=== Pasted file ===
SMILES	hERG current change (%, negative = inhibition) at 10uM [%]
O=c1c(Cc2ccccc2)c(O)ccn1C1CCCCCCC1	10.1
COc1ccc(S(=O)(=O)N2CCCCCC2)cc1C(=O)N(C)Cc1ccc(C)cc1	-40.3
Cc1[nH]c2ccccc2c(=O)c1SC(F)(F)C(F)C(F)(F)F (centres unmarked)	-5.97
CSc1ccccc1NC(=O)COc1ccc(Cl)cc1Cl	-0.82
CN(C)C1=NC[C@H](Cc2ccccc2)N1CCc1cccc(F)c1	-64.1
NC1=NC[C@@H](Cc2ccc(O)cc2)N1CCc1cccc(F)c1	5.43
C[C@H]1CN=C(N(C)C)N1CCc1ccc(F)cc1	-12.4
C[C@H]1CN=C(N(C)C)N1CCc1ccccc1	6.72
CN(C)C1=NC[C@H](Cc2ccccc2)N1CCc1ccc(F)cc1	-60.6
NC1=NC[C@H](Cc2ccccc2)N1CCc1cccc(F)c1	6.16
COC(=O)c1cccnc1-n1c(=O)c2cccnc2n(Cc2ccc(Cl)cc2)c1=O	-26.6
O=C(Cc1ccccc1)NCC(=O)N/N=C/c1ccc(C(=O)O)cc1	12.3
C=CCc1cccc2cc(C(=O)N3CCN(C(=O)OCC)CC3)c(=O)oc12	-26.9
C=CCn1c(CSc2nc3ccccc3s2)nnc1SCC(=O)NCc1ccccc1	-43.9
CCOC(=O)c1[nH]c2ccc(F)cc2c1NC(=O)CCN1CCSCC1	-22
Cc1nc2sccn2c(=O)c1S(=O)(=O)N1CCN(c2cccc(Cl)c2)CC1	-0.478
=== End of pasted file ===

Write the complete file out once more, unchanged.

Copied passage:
SMILES	hERG current change (%, negative = inhibition) at 10uM [%]
O=c1c(Cc2ccccc2)c(O)ccn1C1CCCCCCC1	10.1
COc1ccc(S(=O)(=O)N2CCCCCC2)cc1C(=O)N(C)Cc1ccc(C)cc1	-40.3
Cc1[nH]c2ccccc2c(=O)c1SC(F)(F)C(F)C(F)(F)F (centres unmarked)	-5.97
CSc1ccccc1NC(=O)COc1ccc(Cl)cc1Cl	-0.82
CN(C)C1=NC[C@H](Cc2ccccc2)N1CCc1cccc(F)c1	-64.1
NC1=NC[C@@H](Cc2ccc(O)cc2)N1CCc1cccc(F)c1	5.43
C[C@H]1CN=C(N(C)C)N1CCc1ccc(F)cc1	-12.4
C[C@H]1CN=C(N(C)C)N1CCc1ccccc1	6.72
CN(C)C1=NC[C@H](Cc2ccccc2)N1CCc1ccc(F)cc1	-60.6
NC1=NC[C@H](Cc2ccccc2)N1CCc1cccc(F)c1	6.16
COC(=O)c1cccnc1-n1c(=O)c2cccnc2n(Cc2ccc(Cl)cc2)c1=O	-26.6
O=C(Cc1ccccc1)NCC(=O)N/N=C/c1ccc(C(=O)O)cc1	12.3
C=CCc1cccc2cc(C(=O)N3CCN(C(=O)OCC)CC3)c(=O)oc12	-26.9
C=CCn1c(CSc2nc3ccccc3s2)nnc1SCC(=O)NCc1ccccc1	-43.9
CCOC(=O)c1[nH]c2ccc(F)cc2c1NC(=O)CCN1CCSCC1	-22
Cc1nc2sccn2c(=O)c1S(=O)(=O)N1CCN(c2cccc(Cl)c2)CC1	-0.478